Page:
Looking around, it would be easy for Ladell Betts to get nostalgic.
He spent five years on the University of Iowa campus, lured to become part of the Hawkeye football program by Hayden Fry and now returning to a place where he developed into one of the most productive running backs in Hawkeye history.
Kinnick Stadium was the turf Betts owned in college, the only Iowa player ever to lead the team in rushing in four consecutive seasons and a player whose work in the backfield helped establish coach Kirk Ferentz’s program.
During his time as a Hawkeye, Iowa returned to a bowl game for the first time after a three-year absence in Betts’ senior season in 2001 and the 3,686 rushing yards he collected still sits in second on Iowa’s all-time career list.
It would be easy for Betts to bask in all of that at the onset of his college coaching career, but the Hawkeyes’ newly-hired running backs coach isn’t looking for easy.
“From day one, I told the guys that their job was to make my job as difficult as possible,’’ Betts said. “I told them ‘I want you performing at such a high level in practice that it makes it tough for me decide who to put out on the field.’”
That’s one challenge Betts, who never liked getting tackled during a 20-year football career that included nine as a player in the NFL, doesn’t mind tackling as he settles into his new role.
He returned to Iowa in March, hired to coach Iowa running backs after Derrick Foster left to become an assistant coach with the Los Angeles Chargers.
Betts noticed some changes, new surroundings in Iowa City and a now five-year-old football complex that he had never seen before pursuing the coaching opportunity.
He liked what he found inside even better than the spacious surroundings.
“I inherited a great group of guys, high character, talented,’’ Betts said. “I have never met coach Foster, but it is clear to me that he established a solid foundation in that room.’’
Betts also inherited an all-Big Ten running back in Tyler Goodson, who in 2019 became the first true freshman ever to lead Iowa in rushing and a back who has averaged 5.1 yards per carry while leading growth in the Hawkeye ground game the past two seasons.
The 5-foot-10, 200-pound junior is one of a relatively small group of players Betts finds himself working with this spring.
With senior Ivory Kelly-Martin not expected back until fall camp as he recovers from knee surgery, redshirt freshmen Gavin Williams and Leshon Williams have seen additional work during Iowa’s 15 spring practices.
Nolan Donald, a sophomore walk-on from Morton, Ill., also has shifted from receiver to running back this spring.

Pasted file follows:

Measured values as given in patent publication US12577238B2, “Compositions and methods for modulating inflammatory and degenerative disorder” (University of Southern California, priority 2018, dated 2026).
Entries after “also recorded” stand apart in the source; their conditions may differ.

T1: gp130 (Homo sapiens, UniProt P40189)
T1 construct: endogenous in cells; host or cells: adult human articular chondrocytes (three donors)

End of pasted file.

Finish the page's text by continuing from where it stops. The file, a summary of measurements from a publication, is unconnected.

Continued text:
“They’ve done everything I’ve asked of them. I’m pleased with the whole group,’’ Betts said.
With the exception of Kelly-Martin, all of Iowa’s running backs are participating in their first set of spring practices this year.
Betts welcomes the chance to work with the entire group on fundamentals and he sees growth throughout the depth chart.
He calls Goodson “a tremendously talented young man’’ and likes what he sees in Gavin Williams and Leshon Williams.
“Tyler Goodson has vision and he has the ability to put action with that vision,’’ Betts said. “Some backs have one or other, but he has both.’’
Betts found the learning curve to be manageable as he joined offensive line coach George Barnett in joining the Hawkeye coaching staff this spring.
While the facilities have changed, the approach to the running game at Iowa hasn’t changed all that much since Betts was carrying the ball for the Hawkeyes.
He said during the interview process, offensive coordinator Brian Ferentz suggested that might be the case.
“Brian Ferentz told me he wasn’t worried about me needing to learn the offense, that I would remember a lot of it as I reviewed things and that has been the case,’’ Betts said.
“You have zone, gap and lead schemes and we did all three of those when I played here. While football has changed, at the end of the day the run game is the run game and honestly, it hasn’t changed that much.’’
Before arriving at Iowa, Betts spent eight seasons as a high school assistant and head coach in Florida.
He said the biggest change in what he does will not be on the field, but off it.
Recruiting will be a new thing for Betts and he is working to learn and understand all of the ins and outs that accompany recruiting college athletes.
“I’ve seen from the other side, but it’s the compliance things that I have to learn,’’ Betts said. “As for coaching football, I’m comfortable doing that.’’